With a hand that gleams with three Super Bowl rings, it's easy for Roger Craig to wave away the ghosts.
So, no, he's not haunted by his infamous fumble the last time the 49ers faced the New York Giants in an NFC Championship game at Candlestick Park.
"It was never anything I worried about," Craig said by phone on Monday. "I had too many other great plays to worry about."
Craig's name is sure to come up this week, with the 49ers needing a victory over New York on Sunday to reach Super Bowl XLVI.
It was in such circumstances on Jan. 20, 1991, that the 49ers looked comfortably on their way to a victory over the Giants and an opportunity for unprecedented back-to-back-to-back Super Bowl titles.
They had a lead. They had the ball. The only thing left to do was grind out the clock.
But a funny thing happened on the way to a three-peat.
On a first-and-10 play from New York's 40-yard line, Craig took a handoff from Steve Young, who was filling in on the last series for an injured Joe Montana.
This was Craig's third consecutive carry. On the first play he gained 6 yards. On the second play he gained 5. And on the third play, a crowd of 65,750 gasped in horror.
Craig ran into the middle of the line, where Giants nose tackle Erik Howard, expecting an inside run, got his helmet on the ball and popped it loose for a fumble.
Lawrence Taylor pounced on it at the Giants' 43-yard line, giving New York another gasp with 2:36 remaining. A seven-play drive ended with Matt Bahr blasting a 43-yard field goal as time expired.
Final score: New York 15, 49ers 13.
That was the last time Craig ever carried the ball for the 49ers, ending a tenure worthy of Hall of Fame consideration.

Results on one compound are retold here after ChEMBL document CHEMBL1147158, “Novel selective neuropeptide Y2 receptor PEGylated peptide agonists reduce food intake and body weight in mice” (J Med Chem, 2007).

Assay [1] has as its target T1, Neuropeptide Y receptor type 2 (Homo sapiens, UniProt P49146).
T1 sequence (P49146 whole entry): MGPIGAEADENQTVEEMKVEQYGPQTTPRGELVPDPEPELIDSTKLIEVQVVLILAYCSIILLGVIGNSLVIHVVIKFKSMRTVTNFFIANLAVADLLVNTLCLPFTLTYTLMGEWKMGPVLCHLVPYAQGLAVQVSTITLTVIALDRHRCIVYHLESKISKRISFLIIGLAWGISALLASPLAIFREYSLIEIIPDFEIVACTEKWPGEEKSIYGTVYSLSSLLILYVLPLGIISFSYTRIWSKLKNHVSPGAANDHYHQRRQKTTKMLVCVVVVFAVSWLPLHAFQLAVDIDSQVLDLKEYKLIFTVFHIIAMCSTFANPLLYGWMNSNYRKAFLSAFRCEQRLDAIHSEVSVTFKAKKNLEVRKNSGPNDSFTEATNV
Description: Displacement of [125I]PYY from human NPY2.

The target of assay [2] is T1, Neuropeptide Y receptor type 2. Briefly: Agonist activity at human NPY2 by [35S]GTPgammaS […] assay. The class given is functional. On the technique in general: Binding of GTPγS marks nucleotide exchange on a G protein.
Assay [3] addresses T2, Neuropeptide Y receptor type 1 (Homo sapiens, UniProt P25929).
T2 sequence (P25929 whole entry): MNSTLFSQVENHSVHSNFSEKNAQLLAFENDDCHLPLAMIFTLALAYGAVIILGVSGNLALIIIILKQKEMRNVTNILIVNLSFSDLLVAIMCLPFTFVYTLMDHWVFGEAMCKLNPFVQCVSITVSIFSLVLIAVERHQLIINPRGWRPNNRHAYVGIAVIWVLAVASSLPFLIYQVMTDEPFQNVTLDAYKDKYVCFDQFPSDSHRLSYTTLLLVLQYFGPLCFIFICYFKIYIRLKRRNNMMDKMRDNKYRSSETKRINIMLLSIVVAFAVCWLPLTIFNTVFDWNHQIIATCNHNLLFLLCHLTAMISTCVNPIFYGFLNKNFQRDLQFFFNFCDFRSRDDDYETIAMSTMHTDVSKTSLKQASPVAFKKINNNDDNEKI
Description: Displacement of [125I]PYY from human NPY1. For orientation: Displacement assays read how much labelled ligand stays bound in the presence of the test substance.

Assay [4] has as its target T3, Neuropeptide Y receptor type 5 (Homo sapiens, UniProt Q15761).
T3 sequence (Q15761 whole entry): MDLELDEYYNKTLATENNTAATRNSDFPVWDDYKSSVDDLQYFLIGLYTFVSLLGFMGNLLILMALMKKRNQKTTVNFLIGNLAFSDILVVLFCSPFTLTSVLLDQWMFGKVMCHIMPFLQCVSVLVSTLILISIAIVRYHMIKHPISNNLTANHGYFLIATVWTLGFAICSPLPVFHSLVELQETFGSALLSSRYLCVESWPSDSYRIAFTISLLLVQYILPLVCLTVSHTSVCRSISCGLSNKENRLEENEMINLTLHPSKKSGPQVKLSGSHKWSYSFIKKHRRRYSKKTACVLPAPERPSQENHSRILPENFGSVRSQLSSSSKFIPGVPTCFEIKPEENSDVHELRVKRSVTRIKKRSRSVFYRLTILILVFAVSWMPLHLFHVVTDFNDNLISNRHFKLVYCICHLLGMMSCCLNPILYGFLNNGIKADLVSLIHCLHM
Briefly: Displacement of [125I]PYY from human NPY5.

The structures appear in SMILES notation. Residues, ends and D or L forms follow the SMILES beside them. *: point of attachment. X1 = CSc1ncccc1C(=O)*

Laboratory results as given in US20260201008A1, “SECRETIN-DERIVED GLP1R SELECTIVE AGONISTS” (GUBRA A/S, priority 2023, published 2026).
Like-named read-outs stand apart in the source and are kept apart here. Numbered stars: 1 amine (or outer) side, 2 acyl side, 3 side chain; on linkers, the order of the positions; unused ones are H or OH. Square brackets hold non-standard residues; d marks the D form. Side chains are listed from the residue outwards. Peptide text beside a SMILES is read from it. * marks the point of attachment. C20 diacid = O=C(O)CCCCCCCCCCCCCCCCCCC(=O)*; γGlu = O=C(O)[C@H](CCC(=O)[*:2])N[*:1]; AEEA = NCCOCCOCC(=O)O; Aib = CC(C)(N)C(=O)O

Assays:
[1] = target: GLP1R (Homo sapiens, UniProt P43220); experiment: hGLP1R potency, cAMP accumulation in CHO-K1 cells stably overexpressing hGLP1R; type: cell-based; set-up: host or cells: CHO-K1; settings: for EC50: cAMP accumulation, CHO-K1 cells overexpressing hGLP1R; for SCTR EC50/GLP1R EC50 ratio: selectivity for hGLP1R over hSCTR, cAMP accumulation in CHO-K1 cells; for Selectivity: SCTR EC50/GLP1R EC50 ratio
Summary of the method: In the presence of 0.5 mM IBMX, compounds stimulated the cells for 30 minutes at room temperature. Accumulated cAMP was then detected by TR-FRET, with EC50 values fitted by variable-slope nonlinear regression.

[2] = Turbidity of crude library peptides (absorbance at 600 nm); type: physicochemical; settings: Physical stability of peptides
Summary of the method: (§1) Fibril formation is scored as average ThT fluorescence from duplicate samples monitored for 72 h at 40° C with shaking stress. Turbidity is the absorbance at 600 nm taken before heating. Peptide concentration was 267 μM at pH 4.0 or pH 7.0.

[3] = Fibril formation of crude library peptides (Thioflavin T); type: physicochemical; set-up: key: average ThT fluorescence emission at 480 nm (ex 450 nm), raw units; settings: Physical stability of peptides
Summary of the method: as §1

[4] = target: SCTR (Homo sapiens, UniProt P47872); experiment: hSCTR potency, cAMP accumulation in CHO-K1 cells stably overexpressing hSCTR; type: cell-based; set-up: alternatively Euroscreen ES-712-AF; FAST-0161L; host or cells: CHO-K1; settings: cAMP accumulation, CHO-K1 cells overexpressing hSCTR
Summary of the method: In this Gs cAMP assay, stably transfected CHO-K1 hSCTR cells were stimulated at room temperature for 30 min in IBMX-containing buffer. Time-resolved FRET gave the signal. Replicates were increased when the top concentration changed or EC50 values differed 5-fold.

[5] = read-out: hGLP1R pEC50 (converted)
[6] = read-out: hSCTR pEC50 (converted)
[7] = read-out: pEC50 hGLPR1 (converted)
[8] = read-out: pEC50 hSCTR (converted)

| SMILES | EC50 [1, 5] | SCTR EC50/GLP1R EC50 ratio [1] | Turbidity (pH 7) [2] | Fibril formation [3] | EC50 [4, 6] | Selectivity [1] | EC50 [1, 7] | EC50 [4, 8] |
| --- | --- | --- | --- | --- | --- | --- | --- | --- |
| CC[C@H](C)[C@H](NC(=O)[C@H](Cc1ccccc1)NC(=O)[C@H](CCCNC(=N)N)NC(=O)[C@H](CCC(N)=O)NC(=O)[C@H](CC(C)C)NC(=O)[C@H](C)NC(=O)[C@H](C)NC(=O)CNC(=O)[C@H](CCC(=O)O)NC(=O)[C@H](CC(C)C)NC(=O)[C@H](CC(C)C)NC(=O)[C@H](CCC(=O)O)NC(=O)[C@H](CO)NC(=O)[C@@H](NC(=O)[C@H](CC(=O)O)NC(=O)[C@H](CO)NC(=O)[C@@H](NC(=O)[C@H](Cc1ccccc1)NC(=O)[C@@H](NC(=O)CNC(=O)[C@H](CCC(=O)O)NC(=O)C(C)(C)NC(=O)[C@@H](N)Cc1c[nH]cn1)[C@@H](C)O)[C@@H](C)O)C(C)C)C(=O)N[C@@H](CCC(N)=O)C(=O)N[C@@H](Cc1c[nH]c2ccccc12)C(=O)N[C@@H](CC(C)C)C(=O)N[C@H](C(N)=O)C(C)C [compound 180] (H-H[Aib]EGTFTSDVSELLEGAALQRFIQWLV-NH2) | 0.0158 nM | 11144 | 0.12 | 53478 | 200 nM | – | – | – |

The running back, now 51, said he never looks back and wonders what would have happened if only he had held on.
He said he has let it go.
"It's just one play," the four-time Pro Bowl player said. "That's part of the game. It wasn't meant to be. Joe (Montana) got hurt. The defense couldn't stop them. . . . There's never one play where you win or lose. You win and lose as a team."
Craig had to settle for three Super Bowl triumphs. He capped the '84 season by becoming the first player to score three touchdowns in a Super Bowl. The 49ers knocked off the Miami Dolphins 38-16.
In 1988, he was named the NFL Offensive Player of the Year after running for a career-high 1,502 yards. The 49ers went on to beat the Cincinnati Bengals 20-16 in Super Bowl XXIII.
In 1989, he had a combined 1,527 rushing and receiving yards in a season that culminated with a 55-10 victory over the Denver Broncos in Super Bowl XXIV.
In 1990 _ well, that was the season that ended with heartbreak. Craig remembers standing at his locker, patiently answering questions about the play that might have cost the 49ers a showdown against the Buffalo Bills.
"I was just never the type of guy who would back down and make excuses. The defense made a great play and won. That's the game," Craig said. "The only thing wish is that we would have had the opportunity to go on and win some more."
More than 20 years later, the 49ers get an NFC championship do-over against the Giants. And Craig, who remains closely connected to the current team, will be there. He said Jim Harbaugh's work as coach this season has echoes of Bill Walsh, who helped launch the 49ers dynasty in the 1980s.
"It's awesome to see what happens when players believe in their coach. And these guys will run through a brick wall for him," Craig said. "He makes everybody better. He's a great leader. He's a great innovator. He's just an unbelievable coach and teacher."
Craig, now the vice president of business development for Tibco Software, Inc., a company headquartered in Palo Alto, was in his company's Candlestick Park suite last week when Alex Smith led a comeback victory over the New Orleans Saints.
"It's great because now I can throw eggs at all of Alex's critics," Craig said. "That's a lot of eggs."
This marks the eighth time the 49ers will face the Giants in the postseason (San Francisco leads 4-3), and hearing the hype machine buzzing this week is evoking memories for Craig, for better or for worse.
"We had a great rivalry back then, and those were some hard-fought games. They didn't like us and we didn't like them," he said. "I think the Giants now are talking a little too much. I've been watching their interviews. They've been saying how much better they are now.
"Well, we're a lot better now, too. Trust me."